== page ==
Hello, and welcome to American Tifo, a weekly newsletter for, and about, North American soccer supporters. Thank you for being here. If you haven’t already, subscribe! If you’re a member of a supporters group, please consider sharing this with the rest of your SG and encouraging them to subscribe as well. Lastly, if you have any cool/interesting stories you’d like to share, reach out! I’d love to talk to you.
This is the second in a recurring series profiling SG leaders around North America.
For Indy Eleven supporter Peter Evans, all supporter culture should start like a teenage punk band. Loud, passionate, full of talent and enthusiasm, but constantly on a razor-thin edge, at risk of going off-beat and the whole thing descending into chaos at any moment.
Evans has held an incredible amount of roles within a supporter group. He’s the co-founder of Indy Eleven SG Slaughterhouse-19. For the larger Brickyard Battalion, of which Slaughterhouse-19 is an affiliate, he’s been the operations director, the vice president, the president, a capo, the tifo director, and its Independent Supporters Council Representative.
Through all of those roles, he’s helped guide the Indy supporters scene from a young upstart to an organized, well-run entity, while at the same time bringing a punk rock ethos and style to their support.
The most telling thing about Indianapolis cultural identity is that when opposing supporters try to insult the city, they struggle to come up with something that cuts deep enough.
“Indy has always been a place where it’s hard to define us in any way,” Evans said. “Watching other supporters groups try to talk about us, and they try to talk about the city of Indianapolis, and there’s nothing to latch on to. They’re like, ‘Well, racing is stupid.’ Half of the supporters group looks at them and goes, ‘Ok, we don’t care about the race either.' If that’s your only insult, you don’t know anything about us. So at times, I think it allows us to fly under the radar, which is great.”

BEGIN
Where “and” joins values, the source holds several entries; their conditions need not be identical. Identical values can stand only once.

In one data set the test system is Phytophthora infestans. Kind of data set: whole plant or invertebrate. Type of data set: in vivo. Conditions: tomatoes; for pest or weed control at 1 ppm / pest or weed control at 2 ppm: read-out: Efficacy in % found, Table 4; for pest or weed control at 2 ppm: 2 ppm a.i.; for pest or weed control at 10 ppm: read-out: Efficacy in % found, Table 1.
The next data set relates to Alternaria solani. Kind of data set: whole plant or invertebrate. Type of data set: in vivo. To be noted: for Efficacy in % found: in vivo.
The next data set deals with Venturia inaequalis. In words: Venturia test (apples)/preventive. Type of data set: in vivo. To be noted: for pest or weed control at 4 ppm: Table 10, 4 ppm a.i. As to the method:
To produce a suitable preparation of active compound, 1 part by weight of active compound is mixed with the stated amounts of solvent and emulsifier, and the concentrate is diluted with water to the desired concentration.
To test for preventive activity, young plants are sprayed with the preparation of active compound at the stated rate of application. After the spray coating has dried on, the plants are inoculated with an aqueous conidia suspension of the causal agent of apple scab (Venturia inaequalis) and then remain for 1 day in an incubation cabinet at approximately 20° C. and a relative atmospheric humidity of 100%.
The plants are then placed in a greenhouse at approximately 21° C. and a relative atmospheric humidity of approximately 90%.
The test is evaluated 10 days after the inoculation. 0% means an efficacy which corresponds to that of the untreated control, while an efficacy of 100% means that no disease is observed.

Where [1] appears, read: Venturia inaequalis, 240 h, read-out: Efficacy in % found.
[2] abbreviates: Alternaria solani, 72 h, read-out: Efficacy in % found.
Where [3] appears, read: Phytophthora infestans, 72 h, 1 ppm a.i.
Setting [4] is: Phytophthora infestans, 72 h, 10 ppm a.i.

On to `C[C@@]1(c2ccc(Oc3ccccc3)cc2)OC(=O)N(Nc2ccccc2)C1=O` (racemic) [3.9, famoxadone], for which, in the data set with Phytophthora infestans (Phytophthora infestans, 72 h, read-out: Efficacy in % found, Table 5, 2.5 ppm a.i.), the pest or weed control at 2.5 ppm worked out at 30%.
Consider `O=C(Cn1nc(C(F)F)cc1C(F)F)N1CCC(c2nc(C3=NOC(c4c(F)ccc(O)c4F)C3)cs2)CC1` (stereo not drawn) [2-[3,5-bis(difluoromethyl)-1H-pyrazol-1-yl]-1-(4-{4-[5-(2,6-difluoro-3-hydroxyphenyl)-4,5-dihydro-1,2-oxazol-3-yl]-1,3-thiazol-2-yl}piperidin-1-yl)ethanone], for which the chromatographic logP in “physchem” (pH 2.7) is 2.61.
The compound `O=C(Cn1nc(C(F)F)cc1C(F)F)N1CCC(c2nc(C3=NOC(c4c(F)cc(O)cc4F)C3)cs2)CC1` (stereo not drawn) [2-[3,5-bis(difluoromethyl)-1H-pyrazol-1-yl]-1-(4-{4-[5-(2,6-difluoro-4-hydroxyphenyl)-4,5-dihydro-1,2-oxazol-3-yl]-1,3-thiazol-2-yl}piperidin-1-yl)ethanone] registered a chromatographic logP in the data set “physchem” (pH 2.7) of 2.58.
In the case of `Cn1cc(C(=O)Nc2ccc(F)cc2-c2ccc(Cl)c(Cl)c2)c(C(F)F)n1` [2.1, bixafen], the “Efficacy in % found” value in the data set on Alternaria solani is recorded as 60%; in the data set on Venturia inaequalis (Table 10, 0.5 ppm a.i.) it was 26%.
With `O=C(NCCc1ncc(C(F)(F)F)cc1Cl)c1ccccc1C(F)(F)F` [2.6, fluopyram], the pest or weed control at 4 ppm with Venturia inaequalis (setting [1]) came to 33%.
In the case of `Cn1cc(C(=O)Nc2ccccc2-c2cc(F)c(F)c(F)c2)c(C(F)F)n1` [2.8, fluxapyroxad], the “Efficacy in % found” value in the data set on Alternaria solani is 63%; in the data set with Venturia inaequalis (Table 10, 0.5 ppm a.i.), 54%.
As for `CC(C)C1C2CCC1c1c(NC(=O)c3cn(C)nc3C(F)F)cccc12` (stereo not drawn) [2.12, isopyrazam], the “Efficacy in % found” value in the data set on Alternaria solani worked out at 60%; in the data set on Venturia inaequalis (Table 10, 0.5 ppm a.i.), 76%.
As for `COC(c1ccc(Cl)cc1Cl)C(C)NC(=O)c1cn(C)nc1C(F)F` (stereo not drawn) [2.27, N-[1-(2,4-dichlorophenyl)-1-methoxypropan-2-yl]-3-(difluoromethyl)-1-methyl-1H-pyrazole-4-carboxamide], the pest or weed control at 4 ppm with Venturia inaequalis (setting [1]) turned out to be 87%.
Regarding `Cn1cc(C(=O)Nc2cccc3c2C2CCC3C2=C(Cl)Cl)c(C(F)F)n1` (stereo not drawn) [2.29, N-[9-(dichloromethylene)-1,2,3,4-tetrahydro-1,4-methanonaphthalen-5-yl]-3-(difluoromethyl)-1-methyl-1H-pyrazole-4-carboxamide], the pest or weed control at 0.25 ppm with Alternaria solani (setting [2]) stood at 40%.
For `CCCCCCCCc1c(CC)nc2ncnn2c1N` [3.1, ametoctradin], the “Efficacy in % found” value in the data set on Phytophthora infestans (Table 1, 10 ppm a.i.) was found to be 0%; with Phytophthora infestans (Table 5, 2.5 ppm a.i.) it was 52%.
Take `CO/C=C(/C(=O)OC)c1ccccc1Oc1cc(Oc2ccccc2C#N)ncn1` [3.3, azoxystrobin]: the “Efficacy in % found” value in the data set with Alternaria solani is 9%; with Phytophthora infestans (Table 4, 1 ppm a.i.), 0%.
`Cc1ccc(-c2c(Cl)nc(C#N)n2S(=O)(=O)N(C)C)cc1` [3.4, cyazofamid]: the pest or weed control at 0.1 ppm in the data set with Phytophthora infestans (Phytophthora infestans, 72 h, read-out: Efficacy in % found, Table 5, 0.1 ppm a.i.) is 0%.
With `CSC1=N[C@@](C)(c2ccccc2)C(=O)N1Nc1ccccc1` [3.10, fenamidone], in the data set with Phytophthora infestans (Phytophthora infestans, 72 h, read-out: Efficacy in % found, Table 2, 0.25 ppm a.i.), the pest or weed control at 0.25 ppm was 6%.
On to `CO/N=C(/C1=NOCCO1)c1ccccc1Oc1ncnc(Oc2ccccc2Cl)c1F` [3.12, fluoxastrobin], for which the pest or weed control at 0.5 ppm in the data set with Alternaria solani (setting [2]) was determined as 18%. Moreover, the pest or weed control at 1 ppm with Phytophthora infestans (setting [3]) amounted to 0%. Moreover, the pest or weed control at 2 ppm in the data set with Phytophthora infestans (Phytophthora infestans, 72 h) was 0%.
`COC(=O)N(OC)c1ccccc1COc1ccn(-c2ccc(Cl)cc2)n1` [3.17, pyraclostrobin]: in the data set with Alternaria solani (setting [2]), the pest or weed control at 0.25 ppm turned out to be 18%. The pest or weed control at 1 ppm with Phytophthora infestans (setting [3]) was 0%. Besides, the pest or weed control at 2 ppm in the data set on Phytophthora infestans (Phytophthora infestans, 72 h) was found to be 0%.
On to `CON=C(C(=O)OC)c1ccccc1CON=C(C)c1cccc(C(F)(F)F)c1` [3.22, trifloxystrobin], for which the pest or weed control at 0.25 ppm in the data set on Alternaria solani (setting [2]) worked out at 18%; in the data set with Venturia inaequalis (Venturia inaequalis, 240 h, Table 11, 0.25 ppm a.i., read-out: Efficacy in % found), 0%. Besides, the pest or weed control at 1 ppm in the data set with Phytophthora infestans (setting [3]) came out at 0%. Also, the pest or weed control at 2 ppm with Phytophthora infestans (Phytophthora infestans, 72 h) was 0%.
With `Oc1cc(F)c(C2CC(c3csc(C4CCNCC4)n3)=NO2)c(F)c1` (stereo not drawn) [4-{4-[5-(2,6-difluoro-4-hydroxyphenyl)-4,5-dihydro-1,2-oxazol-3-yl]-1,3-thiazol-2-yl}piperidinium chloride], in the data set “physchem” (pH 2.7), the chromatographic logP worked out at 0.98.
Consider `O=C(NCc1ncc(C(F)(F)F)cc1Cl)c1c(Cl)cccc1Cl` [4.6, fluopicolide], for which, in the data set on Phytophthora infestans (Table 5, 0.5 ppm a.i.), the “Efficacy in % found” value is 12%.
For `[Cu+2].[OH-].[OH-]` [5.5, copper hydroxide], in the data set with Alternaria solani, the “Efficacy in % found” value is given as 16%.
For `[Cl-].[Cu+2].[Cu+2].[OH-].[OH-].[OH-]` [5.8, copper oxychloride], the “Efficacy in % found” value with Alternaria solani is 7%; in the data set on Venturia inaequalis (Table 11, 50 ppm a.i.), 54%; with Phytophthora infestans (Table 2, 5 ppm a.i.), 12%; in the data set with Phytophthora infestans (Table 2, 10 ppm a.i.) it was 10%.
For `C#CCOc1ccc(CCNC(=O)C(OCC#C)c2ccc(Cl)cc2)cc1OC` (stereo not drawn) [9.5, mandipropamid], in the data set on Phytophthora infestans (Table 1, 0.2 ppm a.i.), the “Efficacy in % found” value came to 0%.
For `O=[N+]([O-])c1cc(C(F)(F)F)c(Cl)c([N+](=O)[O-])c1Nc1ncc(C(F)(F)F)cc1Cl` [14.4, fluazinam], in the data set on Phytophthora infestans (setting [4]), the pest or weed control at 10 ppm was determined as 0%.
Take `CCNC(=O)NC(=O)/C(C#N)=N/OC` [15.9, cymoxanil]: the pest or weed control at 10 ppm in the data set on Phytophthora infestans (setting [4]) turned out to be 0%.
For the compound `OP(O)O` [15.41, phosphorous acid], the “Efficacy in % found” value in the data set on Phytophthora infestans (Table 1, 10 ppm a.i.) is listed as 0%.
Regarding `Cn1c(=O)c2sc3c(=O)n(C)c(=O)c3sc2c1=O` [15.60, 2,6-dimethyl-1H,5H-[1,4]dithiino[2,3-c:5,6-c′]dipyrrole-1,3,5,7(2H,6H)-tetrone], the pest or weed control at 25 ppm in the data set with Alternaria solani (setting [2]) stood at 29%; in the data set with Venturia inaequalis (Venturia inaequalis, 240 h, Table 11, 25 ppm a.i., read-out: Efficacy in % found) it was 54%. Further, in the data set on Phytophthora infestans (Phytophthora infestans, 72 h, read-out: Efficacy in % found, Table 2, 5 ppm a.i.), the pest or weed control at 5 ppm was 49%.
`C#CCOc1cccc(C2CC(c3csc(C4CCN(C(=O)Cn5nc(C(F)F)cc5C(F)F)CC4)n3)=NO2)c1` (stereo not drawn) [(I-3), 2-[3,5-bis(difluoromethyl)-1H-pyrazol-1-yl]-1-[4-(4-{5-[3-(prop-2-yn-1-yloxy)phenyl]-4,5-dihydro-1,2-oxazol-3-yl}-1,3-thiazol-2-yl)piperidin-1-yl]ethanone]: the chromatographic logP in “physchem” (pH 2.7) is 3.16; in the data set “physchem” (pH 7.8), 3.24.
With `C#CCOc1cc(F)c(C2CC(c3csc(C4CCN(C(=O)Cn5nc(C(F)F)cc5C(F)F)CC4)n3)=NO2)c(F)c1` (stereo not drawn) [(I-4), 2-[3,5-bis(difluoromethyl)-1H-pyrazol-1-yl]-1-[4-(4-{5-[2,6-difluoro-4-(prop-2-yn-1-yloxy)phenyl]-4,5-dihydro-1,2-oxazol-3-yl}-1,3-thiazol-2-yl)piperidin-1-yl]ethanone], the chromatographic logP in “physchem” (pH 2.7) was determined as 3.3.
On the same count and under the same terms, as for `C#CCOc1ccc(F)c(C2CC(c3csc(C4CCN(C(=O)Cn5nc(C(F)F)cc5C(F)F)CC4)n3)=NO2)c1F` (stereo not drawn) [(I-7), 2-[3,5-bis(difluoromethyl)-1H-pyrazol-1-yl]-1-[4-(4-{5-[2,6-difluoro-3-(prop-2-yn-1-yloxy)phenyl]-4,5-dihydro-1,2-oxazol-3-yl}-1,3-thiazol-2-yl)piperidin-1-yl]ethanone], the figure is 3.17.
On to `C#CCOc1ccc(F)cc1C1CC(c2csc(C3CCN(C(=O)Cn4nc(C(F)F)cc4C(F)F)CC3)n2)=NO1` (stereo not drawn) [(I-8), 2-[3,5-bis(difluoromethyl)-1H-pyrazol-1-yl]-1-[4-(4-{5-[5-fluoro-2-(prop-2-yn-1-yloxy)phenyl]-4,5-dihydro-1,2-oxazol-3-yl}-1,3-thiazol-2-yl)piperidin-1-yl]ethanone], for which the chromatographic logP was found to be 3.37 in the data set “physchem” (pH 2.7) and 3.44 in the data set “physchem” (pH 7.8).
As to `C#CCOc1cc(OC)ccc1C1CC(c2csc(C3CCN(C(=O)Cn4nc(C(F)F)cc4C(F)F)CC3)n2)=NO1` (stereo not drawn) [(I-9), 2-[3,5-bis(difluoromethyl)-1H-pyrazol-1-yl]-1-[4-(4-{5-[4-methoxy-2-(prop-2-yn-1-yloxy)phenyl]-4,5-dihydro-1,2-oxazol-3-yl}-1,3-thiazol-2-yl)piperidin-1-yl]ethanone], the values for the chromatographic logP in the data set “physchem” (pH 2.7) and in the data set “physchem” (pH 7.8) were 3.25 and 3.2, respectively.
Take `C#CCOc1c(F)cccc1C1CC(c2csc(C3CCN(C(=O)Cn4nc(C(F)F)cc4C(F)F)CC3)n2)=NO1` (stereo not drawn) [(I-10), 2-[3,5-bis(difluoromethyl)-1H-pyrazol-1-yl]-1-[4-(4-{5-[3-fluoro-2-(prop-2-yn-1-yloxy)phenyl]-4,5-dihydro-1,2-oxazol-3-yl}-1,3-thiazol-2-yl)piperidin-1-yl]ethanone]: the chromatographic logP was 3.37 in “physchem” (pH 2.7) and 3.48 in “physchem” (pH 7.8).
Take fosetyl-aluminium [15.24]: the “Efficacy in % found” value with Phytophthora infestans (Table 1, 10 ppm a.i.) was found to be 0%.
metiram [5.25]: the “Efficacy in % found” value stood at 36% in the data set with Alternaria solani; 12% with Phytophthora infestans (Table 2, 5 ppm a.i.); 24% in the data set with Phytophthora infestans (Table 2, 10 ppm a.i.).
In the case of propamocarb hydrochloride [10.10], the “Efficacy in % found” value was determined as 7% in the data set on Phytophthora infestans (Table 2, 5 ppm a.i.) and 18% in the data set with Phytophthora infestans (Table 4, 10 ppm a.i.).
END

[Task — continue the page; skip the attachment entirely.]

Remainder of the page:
Though Evans is most passionate about Indy, his entrance point into supporter culture was through Chicago. Growing up northwestern Indiana, he saw Chicago Fire fans on TV ripping flares and smoke bombs at Soldier Field.
“I thought, ‘Okay, cool. This is really interesting. I don’t know how they’re not setting each other on fire. But I like it.’”
He first started attending Fire matches his junior and senior years of college, making the three and a half hour drive with a buddy from his college campus. All it took was one match in the supporters section and he was hooked.
“It was like a drug. I needed more,” he said.
As Evans attended Fire matches, getting more and more into supporter culture, he found himself wishing this type of magic could happen closer to home.
“I wished Indianapolis had a team, that we could do something like this,” Evans said. “I have such a soft spot for Chicago, but Chicago’s not Indianapolis, it’s not my home. It’s not the place I’m passionate about. It was just like, ‘Man, if Indy gets a team, I’m gonna go nuts for them.’”
Coincidentally, as Evans’ passion was growing at Fire games, a burgeoning supporter movement was being built in Indy. In 2013, thanks largely to a grassroots supporter movement in the city, led by the Brickyard Battalion, it was announced that a professional team would be coming to the city.
With that news, Evans embarked on a self-directed mission. He still attended Fire matches, supported the team and got excited that all of this would soon be coming to his hometown.
But he also started to pay more attention to the little stuff.